Why do so many organizations and individuals who have an online presence make it so difficult to contact them?
I don’t try to hide. Just the opposite. I want people to be able to contact me. It’s simply good business. That’s why my blog “my 2 cents” is clearly marked with my contact information. It’s all right there on the page. You don’t have to click anything to find out how to reach me. If it means I may get an unsolicited call from someone looking to sell me life insurance or stockbroker services, that’s the chance I’ll take. It could also be a call from a prospective client.
I’ve always wondered why some bloggers and plenty of company websites don’t offer a clue as to how to call them or write to them by snail mail. It makes me wonder if they’re operating from home, and they’re trying to hide that fact. Or maybe they’re located in a small town or small city rather than a hub of business—and they’re trying to project a “big” image.
I don’t know why, but I’ve often wondered.
And then this week, some of my colleagues and I ran into a stone wall called Google. We’ve been trying to contact someone there on behalf of a client to see about running a promotion on its photo-sharing site. We understand there might be a fee to do so, and we’ve been trying to find out how much it is and make arrangements to pay it.
I responded to the spot on the site where it invites you to ask about “commercial partnerships.” That was more than a week ago, and I haven’t heard a peep in response. The next logical step would be to call the company.
Have you ever tried to get information on who to contact at Google? For a company that is all about sharing information, Google is one of the most secretive or closed companies I’ve ever seen. Its website has no phone numbers and no hints of whom to contact for various purposes or how to reach them. I tried the PR department. Left messages and no response. Maybe I should have lied and said I was calling from PC Magazine or The Wall Street Journal. Or maybe even that sneaky tactic wouldn’t have prompted a response.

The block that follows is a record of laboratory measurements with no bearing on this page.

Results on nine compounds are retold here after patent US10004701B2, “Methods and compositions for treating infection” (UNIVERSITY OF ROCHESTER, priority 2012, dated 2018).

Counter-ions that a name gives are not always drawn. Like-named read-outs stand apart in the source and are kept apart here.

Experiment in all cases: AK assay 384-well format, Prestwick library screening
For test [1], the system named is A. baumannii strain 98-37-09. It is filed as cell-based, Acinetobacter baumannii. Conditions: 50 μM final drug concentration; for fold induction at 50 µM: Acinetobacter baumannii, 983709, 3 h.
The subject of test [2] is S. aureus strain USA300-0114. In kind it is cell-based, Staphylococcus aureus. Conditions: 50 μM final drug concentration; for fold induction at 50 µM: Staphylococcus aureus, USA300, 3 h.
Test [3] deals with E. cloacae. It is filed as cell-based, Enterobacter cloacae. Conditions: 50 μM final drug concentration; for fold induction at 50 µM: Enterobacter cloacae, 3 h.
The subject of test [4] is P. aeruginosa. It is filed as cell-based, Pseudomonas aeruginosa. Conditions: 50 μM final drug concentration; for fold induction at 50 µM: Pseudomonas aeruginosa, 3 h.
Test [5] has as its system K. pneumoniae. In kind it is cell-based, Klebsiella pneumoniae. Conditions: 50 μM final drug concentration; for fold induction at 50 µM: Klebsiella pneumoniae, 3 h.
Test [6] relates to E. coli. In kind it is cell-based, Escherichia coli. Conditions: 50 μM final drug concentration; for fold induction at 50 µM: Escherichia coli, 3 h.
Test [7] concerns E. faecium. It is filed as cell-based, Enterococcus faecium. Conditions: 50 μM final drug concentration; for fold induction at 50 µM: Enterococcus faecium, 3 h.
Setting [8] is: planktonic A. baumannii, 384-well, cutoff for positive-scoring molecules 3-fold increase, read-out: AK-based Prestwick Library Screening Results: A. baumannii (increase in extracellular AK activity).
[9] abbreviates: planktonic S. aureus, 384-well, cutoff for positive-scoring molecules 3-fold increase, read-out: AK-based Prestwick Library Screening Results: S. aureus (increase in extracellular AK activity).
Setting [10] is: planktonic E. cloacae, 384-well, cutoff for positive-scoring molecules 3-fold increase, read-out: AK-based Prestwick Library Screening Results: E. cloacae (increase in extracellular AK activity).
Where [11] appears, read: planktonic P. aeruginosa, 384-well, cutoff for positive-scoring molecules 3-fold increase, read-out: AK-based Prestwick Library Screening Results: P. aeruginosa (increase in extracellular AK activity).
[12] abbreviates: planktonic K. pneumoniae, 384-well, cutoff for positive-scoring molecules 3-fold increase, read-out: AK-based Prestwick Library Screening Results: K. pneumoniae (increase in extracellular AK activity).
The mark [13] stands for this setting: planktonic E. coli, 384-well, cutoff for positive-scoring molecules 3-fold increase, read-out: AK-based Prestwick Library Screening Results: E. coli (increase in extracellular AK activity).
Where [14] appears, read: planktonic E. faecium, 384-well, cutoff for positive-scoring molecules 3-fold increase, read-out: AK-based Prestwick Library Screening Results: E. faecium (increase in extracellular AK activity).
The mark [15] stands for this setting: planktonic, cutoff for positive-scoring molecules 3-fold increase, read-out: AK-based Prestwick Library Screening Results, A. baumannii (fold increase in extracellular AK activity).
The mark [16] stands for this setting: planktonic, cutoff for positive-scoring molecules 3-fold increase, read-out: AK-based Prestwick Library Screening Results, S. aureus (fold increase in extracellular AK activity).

We had similar experiences when we tried to contact Yahoo.
Someone suggested that, since these are companies who give away much of their service free, they tend to give priority attention to the smaller group of people who pay for premium services or those who are advertisers. But here’s a situation where I want to become a paying premium service user, and I can’t speak to or hear back from anyone so I can begin to pay them.
So my plea to businesses and bloggers alike is: Please don’t hide. Unless you’re doing something illegal, why put up a wall so it’s difficult for people to find you? It’s kind of ironic and a bit antisocial in this “age of conversation” or “age of connectivity” for companies to deny input, feedback or legitimate business queries.
Tags: customer service